D. L. Hammond calls for the education revolution.
In the midst of a turbulent Continental Congress in Philadelphia, 1976, Thomas Jefferson rallied the unconvinced delegates with revolutionary language in the Declaration of Independence. Jefferson took the roll of author reluctantly, feeling that more capable authors could state the claims more effectively.
However, nothing matches his brilliance in separating the American people from England and oppression. He declares:
We hold these truths to be self-evident, that all men are created equal, that they are endowed by their Creator with certain unalienable Rights, that among these are Life, Liberty and the pursuit of Happiness. ...That whenever any Form of Government becomes destructive of these ends, it is the Right of the People to alter or to abolish it, and to institute new Government, laying its foundation on such principles and organizing its powers in such form, as to them shall seem most likely to effect their Safety and Happiness.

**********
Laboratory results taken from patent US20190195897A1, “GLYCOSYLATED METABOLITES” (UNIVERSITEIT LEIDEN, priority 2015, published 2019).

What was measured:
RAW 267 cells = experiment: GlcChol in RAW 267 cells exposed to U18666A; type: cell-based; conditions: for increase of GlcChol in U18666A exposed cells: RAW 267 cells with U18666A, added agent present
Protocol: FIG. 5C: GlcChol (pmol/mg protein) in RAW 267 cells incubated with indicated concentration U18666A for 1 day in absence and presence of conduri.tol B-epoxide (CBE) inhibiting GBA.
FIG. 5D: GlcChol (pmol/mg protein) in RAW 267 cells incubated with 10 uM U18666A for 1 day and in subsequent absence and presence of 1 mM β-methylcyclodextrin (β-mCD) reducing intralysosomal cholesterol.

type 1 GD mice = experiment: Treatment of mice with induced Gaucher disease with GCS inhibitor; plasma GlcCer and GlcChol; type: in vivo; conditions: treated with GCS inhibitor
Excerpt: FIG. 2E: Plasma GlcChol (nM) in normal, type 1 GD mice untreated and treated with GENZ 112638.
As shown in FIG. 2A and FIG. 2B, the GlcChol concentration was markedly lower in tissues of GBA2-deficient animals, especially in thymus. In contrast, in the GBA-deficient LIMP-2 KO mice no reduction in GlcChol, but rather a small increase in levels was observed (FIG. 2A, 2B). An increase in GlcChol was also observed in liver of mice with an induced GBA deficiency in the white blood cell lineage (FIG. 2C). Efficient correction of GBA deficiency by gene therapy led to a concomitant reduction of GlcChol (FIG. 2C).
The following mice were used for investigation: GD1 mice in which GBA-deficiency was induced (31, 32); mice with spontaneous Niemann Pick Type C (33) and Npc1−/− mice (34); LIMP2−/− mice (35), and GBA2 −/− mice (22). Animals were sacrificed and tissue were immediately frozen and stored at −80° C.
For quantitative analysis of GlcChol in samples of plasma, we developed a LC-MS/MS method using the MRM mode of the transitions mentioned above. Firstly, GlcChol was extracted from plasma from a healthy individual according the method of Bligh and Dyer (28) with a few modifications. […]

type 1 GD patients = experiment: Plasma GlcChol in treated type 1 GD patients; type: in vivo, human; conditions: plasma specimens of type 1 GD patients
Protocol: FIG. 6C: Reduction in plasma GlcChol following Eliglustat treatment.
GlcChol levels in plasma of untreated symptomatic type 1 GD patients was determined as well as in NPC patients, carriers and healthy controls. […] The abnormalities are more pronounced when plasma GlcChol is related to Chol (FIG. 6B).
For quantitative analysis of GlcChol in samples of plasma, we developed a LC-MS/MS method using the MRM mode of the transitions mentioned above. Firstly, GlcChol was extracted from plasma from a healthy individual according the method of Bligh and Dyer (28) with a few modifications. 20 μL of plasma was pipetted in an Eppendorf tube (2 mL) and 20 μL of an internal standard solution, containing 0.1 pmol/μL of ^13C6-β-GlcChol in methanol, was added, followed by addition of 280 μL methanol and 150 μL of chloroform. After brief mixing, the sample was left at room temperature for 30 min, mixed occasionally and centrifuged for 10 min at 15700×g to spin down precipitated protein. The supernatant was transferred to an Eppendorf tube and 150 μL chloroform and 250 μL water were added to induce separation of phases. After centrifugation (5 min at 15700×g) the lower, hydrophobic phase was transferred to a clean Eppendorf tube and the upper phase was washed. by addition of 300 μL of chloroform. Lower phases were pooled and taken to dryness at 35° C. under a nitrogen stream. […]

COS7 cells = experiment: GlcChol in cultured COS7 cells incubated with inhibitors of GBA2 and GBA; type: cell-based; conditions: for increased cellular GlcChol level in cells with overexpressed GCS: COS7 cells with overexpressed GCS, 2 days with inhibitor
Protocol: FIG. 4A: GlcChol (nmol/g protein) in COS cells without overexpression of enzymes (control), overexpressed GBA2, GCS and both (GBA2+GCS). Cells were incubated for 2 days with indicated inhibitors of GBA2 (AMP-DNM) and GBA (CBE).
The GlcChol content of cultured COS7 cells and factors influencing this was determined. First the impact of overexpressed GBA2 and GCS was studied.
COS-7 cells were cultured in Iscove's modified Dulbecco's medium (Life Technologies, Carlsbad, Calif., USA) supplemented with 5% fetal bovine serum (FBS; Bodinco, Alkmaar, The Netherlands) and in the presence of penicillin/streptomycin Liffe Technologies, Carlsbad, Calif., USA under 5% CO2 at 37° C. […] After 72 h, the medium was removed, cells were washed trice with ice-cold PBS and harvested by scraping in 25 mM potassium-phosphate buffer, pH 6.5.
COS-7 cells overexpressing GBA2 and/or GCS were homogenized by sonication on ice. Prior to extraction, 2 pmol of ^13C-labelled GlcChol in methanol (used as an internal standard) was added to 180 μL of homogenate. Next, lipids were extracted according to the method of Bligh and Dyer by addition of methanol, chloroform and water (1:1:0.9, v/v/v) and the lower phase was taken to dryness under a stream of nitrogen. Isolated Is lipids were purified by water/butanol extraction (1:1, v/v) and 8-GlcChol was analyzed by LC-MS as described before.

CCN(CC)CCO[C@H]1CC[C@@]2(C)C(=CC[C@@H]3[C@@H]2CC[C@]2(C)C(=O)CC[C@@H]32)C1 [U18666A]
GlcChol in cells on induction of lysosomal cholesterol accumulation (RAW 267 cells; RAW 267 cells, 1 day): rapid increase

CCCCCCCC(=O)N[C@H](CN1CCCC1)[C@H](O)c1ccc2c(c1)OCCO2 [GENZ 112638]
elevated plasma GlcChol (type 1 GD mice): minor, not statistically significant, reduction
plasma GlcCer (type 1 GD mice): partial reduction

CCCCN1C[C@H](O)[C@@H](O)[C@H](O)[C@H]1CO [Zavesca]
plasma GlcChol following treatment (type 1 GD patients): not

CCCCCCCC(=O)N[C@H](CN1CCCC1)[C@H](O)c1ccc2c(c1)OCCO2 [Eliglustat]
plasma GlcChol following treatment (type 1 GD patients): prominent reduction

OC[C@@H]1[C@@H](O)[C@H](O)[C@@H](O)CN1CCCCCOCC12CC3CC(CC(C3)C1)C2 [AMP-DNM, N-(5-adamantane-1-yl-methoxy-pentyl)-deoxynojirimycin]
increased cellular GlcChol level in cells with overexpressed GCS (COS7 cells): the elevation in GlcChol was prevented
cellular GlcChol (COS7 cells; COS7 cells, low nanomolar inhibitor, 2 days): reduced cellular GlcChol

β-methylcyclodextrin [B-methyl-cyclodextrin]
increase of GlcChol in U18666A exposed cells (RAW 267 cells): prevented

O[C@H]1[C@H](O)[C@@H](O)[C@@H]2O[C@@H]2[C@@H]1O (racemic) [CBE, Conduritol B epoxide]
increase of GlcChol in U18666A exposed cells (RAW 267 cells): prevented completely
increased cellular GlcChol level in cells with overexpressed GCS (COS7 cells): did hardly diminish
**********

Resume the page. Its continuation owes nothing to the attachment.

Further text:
Higher Education Revolution
Higher education needs a revolutionary voice capable of declaring the causes which impel the people to alter or abolish the traditional regime. This voice will emerge soon, and we will recognize and be compelled by the call for revolt.
We do not yet know that voice, but just as the revolution had already begun when Jefferson put it in writing, the battle has ensued in education. New voices will inspire and unite, while at the same time dividing and initiating a bloodletting.
David McCullough, author of 1776, describes the chaos created by the Declaration:
The year 1776, celebrated as the birth year of the nation and for the signing of the Declaration of Independence, was for those who carried the fight for independence forward a year of all-too-few victories, of sustained suffering, disease, hunger, desertion, cowardice, disillusionment, defeat, terrible discouragement, and fear, as they would never forget, but also of phenomenal courage and bedrock devotion to country, and that, too they would never forget.
McCullough reminds us that independence and revolution never come easy, and the people must transcend the chaos to be victorious: the battles, defeats, fears, and uncertainty. The education revolution requires the valor of individuals willing to pit themselves against an entrenched tradition of education.
The brief film I present here introduces a series I am creating regarding this revolution: "Higher Education Explosion Series: Part 1 An Introduction to Massive Open Online Courses (MOOCs)." I begin with MOOCs because they are at the front of the battle, disrupting education more than any other movement in history.
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